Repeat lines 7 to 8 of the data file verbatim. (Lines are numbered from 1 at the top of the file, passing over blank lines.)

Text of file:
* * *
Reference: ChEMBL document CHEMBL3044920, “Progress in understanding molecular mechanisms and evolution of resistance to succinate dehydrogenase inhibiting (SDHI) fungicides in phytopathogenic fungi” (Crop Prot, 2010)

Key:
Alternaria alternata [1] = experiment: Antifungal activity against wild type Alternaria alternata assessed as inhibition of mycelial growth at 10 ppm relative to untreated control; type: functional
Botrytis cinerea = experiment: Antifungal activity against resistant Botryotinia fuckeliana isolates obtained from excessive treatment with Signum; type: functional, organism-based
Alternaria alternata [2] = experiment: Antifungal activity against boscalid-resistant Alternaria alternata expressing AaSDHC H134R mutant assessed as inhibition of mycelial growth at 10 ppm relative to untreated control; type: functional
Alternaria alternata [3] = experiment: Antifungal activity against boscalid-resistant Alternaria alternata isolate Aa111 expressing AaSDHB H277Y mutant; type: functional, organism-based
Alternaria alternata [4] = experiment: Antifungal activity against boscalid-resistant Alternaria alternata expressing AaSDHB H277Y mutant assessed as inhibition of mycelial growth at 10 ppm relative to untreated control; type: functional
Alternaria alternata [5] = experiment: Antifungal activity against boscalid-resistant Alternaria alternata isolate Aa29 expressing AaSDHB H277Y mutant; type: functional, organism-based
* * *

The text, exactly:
Alternaria alternata [4] = experiment: Antifungal activity against boscalid-resistant Alternaria alternata expressing AaSDHB H277Y mutant assessed as inhibition of mycelial growth at 10 ppm relative to untreated control; type: functional
Alternaria alternata [5] = experiment: Antifungal activity against boscalid-resistant Alternaria alternata isolate Aa29 expressing AaSDHB H277Y mutant; type: functional, organism-based